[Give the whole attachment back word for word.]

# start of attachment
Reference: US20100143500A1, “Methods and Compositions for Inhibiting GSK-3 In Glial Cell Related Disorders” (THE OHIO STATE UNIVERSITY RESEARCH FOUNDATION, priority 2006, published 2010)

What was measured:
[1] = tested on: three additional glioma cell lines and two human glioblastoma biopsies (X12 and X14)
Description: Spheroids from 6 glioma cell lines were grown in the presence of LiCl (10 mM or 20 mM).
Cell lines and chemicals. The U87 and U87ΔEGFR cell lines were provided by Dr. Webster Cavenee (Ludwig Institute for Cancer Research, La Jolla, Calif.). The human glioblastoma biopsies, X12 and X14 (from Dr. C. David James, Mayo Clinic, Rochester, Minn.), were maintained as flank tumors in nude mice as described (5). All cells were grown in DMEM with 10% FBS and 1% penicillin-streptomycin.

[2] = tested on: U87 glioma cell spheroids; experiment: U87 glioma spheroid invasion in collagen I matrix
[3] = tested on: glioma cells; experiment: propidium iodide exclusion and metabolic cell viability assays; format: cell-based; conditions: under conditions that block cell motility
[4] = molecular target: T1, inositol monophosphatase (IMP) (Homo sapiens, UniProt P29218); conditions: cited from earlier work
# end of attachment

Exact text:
Reference: US20100143500A1, “Methods and Compositions for Inhibiting GSK-3 In Glial Cell Related Disorders” (THE OHIO STATE UNIVERSITY RESEARCH FOUNDATION, priority 2006, published 2010)

What was measured:
[1] = tested on: three additional glioma cell lines and two human glioblastoma biopsies (X12 and X14)
Description: Spheroids from 6 glioma cell lines were grown in the presence of LiCl (10 mM or 20 mM).
Cell lines and chemicals. The U87 and U87ΔEGFR cell lines were provided by Dr. Webster Cavenee (Ludwig Institute for Cancer Research, La Jolla, Calif.). The human glioblastoma biopsies, X12 and X14 (from Dr. C. David James, Mayo Clinic, Rochester, Minn.), were maintained as flank tumors in nude mice as described (5). All cells were grown in DMEM with 10% FBS and 1% penicillin-streptomycin.

[2] = tested on: U87 glioma cell spheroids; experiment: U87 glioma spheroid invasion in collagen I matrix
[3] = tested on: glioma cells; experiment: propidium iodide exclusion and metabolic cell viability assays; format: cell-based; conditions: under conditions that block cell motility
[4] = molecular target: T1, inositol monophosphatase (IMP) (Homo sapiens, UniProt P29218); conditions: cited from earlier work